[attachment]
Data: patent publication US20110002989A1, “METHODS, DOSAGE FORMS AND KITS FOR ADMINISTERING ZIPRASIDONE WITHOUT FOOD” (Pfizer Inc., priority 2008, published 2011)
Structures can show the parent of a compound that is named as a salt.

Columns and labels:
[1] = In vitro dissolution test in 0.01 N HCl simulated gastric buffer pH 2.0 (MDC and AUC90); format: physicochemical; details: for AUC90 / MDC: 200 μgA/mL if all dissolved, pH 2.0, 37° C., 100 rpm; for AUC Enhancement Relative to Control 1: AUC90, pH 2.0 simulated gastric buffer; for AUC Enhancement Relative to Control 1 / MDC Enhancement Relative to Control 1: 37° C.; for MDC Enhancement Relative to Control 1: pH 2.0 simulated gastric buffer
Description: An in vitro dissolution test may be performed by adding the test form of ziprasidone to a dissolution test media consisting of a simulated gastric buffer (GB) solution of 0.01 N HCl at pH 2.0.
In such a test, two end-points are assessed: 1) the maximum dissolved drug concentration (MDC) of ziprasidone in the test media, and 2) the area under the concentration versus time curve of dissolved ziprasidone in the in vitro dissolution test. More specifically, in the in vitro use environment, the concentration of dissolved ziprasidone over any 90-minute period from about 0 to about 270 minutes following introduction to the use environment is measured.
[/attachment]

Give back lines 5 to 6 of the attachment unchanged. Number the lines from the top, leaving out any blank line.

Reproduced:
Description: An in vitro dissolution test may be performed by adding the test form of ziprasidone to a dissolution test media consisting of a simulated gastric buffer (GB) solution of 0.01 N HCl at pH 2.0.
In such a test, two end-points are assessed: 1) the maximum dissolved drug concentration (MDC) of ziprasidone in the test media, and 2) the area under the concentration versus time curve of dissolved ziprasidone in the in vitro dissolution test. More specifically, in the in vitro use environment, the concentration of dissolved ziprasidone over any 90-minute period from about 0 to about 270 minutes following introduction to the use environment is measured.